An unarmed man walked into a Solana Beach Wells Fargo on the morning of Jan. 3, ordered everyone to the ground while announcing his intention to commit a robbery, then stripped to his underwear and sat in a chair to await his arrest, sheriff’s officials and a witness said.
The bizarre incident happened just minutes after the 9 a.m. opening of the Wells Fargo branch at Lomas Santa Fe Drive and Santa Helena, just off Interstate 5, according to sheriff’s Sgt. Brett Garrett.
During the incident, the man also asked bank employees to report the robbery to law enforcement, Garrett said.
Solana Beach resident Derek Stevenson was one of three customers inside, along with a man and woman who appeared to be together, he told the Union-Tribune in a phone interview.
“He shouted, ‘this is a robbery, everybody get on the ground!’” Stevenson recalled. “We all kind of froze and looked around, like ‘is this for real?’ But he repeated it aggressively.”
As Stevenson and the other man dropped to their knees, the suspect began to take off his shirt and told the woman she could sit in a chair instead of getting on the floor, Stevenson said.
After directing employees to call law enforcement, the man kicked off his shoes off and stripped to his underwear, Stevenson said. The man then sat in a chair near the front door.
A deputy arrived quickly, Garrett said. After assessing the situation, three deputies entered the bank and confronted the man, who surrendered without resistance.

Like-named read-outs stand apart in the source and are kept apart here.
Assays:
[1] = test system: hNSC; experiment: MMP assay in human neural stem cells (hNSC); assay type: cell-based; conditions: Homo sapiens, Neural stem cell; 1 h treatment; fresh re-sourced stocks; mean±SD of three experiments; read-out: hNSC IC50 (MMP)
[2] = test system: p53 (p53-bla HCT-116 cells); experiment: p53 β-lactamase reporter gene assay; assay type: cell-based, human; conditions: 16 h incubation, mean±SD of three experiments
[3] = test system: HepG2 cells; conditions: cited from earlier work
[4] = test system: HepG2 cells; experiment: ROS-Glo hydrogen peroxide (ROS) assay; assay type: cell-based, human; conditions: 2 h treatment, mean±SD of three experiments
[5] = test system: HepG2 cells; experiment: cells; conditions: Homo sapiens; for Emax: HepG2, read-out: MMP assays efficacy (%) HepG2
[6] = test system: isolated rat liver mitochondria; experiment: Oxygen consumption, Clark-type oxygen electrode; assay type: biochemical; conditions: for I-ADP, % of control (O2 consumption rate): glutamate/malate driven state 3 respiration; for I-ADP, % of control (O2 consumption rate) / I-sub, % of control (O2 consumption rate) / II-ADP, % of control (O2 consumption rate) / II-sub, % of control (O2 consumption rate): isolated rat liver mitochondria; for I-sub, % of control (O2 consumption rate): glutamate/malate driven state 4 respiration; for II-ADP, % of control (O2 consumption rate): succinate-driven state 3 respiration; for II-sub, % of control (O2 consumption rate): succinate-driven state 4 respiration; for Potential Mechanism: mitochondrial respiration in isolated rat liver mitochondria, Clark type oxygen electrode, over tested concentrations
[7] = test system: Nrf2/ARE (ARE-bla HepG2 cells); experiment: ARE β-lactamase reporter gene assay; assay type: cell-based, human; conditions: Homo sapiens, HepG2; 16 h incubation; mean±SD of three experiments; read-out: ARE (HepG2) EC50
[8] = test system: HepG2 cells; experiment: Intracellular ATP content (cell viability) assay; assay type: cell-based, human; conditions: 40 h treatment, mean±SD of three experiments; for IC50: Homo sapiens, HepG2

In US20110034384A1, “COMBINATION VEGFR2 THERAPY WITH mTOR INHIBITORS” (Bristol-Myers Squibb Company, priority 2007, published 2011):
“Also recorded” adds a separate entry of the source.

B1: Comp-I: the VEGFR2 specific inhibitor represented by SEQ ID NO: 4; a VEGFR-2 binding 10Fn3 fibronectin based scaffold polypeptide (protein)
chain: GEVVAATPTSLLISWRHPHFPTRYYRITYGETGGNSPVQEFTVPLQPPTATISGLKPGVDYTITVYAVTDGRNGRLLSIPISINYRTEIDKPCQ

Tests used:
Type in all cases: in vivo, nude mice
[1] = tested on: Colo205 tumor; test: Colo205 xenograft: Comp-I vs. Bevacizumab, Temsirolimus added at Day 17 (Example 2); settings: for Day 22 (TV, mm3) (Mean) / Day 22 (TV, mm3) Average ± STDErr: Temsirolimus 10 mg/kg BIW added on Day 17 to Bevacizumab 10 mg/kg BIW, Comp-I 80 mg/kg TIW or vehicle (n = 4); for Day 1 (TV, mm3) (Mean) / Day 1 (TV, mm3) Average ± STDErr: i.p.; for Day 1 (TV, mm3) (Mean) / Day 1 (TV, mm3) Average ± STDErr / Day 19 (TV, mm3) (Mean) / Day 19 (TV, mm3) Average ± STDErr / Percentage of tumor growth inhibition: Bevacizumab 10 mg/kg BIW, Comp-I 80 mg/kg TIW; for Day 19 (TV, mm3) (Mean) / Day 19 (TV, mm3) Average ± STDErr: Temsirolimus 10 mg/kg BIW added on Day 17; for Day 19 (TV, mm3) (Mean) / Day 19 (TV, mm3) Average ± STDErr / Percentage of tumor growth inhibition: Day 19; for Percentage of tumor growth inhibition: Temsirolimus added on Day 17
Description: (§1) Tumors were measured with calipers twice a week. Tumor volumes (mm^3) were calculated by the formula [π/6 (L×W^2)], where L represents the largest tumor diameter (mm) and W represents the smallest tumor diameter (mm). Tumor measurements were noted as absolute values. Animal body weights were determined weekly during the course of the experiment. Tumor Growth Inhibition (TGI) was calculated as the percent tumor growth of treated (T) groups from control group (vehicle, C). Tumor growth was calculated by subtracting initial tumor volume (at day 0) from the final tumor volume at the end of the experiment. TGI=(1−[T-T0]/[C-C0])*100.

The entire incident lasted about five to seven minutes, Stevenson said.
“We were all just quiet, while he sat down... like he was waiting for police to arrive,” Stevenson said. “It was scary… I still have a little adrenaline pumping several hours later.”
“The bank did not incur any loss,” Garrett said in a statement. “He was not armed and there were no injuries as a result of this incident.”
Deputies arrested the 35-year-old man on suspicion of attempted robbery, Garrett said. He was booked into the Vista jail, where he was being held in lieu of $100,000 bail.
Although the man never pulled out a weapon and appeared to lack the actual motivation to complete the robbery, “there was an initial fear that this guy was for real,” Garrett said.
“They thought it was a takeover-style robbery,” the sergeant said.
Garrett declined to speculate about the suspect’s motivations or discuss statements the man made, but said it was possible he simply wanted to be arrested.
-- Alex Riggins is a reporter for The San Diego Union-Tribune.